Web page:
According to the World Health Organisation (WHO), at least 1 in 100 couples in the general population is at high risk of having a child with a severe genetic disorder. In this context, reproductive genetics emerge as an essential field of study, as one of the main concerns of anyone who wants to start a family is that their children are born healthy.
Many serious diseases have a known genetic basis and are often inherited disorders that come from totally asymptomatic couples. In figures, in developed countries, recessive disorders together account for about 20% of infant mortality and 10% of paediatric hospitalisations.
“Genetic screening of women and couples who want to become parents brings a new entity to the concept of family planning. ‘Prevention’ when addressing the desire to become pregnant is a key tool that makes preventive medicine a standard of guarantee and safety, with a clear goal: a healthy baby at home”, commented Dr. Josep Pla, head of IVI’s Reproductive Genetics Unit.
Our goal: to achieve healthy babies
“At IVI our goal is to achieve healthy babies, either among women and couples who need reproductive treatments to achieve their pregnancy or those who want to take advantage of the possibilities offered by science with genetic studies to ensure their reproductive results. Under this premise, at IVI we advocate offering genetic screening tests in assisted reproduction centres in a systemic way. In fact, in some countries preconception carrier screening is indicated to any couple wishing to become pregnant, through family medicine, as is the case in Israel, for example”, said Dr. Pla.
Prevention involves preconception genetic testing to inform about the risk or the predisposition to suffer from certain illnesses or troubles.
“Preconception genetic testing as a preventive tool aims to inform people about the risk of having children with autosomal recessive and X-linked recessive disorders. This enables informed decision-making about their reproductive choices. Preconception genetic testing as a widespread practice among women or couples considering starting a family would drastically reduce the prevalence of this type of hereditary disease”, added Dr. Pla.
Most frequent inherited diseases
In the last two decades, more than 1,300 recessive inherited disorders with mild to severe impact on health and life expectancy have been identified. Among the most frequent diseases in the population – high frequency of carriers – we could highlight the following:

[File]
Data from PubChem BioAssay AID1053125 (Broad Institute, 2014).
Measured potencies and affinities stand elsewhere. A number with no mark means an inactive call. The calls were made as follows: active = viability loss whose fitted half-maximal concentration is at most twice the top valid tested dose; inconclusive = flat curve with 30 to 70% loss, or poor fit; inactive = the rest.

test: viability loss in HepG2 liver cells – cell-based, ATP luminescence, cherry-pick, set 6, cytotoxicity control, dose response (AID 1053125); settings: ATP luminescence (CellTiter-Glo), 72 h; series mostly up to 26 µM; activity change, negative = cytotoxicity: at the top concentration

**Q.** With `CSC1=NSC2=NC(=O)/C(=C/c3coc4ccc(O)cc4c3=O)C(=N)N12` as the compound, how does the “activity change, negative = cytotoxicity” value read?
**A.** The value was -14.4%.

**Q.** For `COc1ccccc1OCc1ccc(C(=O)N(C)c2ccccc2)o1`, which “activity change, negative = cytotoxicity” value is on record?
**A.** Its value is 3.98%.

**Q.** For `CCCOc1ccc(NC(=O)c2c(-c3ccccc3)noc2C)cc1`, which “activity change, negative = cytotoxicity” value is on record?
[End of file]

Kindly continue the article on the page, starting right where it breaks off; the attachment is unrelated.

- Cystic fibrosis (1 in 25-30 people are carriers)
- Alpha and beta thalassaemia (1 in 25-30 people are carriers)
- Non-syndromic hearing loss (1 in 30-40 people are carriers)
- Spinal muscular atrophy (1 in 45 people are carriers)
- Congenital adrenal hyperplasia (1 in 50 people are carriers)
- Everyone is a carrier of between 3 and 5 recessive genetic mutations, which does not mean they suffer from the disease. But if they get pregnant with another person with the same altered gene, there is a 25% risk that the children will suffer from this disease.
Genetic compatibility tests
At IVI we made the so-called genetic compatibility test available to our patients many years ago. Thanks to these we can discover which mutations each individual has and whether there is a risk of transmission to offspring.
“Whatever the result, the genetic counselling service will explain to our patients the reproductive options available to them in order to achieve their objective with the highest guarantees. Furthermore, this test is compulsory for all our donors. The reason is to offer patients who make use of these donated gametes the greatest security in their processes”, explained Dr. Pla.
New horizons in reproductive genetics
Genetics is here to stay. This is demonstrated by the ‘genetic revolution‘ we have experienced in recent years. According to Dr. Pla, the future of genetics in reproductive medicine can be outlined along these 3 lines.
First, the individual study of each case will continue to focus on genetic testing to find out the exact problem that stands between the patient and paternity/maternity. This will increase the personalization of each treatment.
Then, the increasing number of studies available before pregnancy will allow for a robust model of preventive medicine. In this way, some diseases that until now had no known cause will begin to have an identified cause that helps to make reproductive choices.
And finally, gene editing, which makes it possible to correct or alter an individual’s genetic information. This is a field that has shown promise for years, but has been held back, in part, by the legal and ethical considerations that have arisen around it.
Genetic counsellors will become a key figure in reproductive medicine, enabling the patient to make autonomous decisions.
“This revolution will not stop. The growth seen in genetic testing, coupled with the significant reduction in the price of these tests will make this possible. We cannot imagine a future of assisted reproduction without a strong influence from genetics. There is an increasing tendency to include genetic counsellors, as has been the case at IVI for years, to accompany and bring this type of information closer to the patient”, concluded Dr. Pla.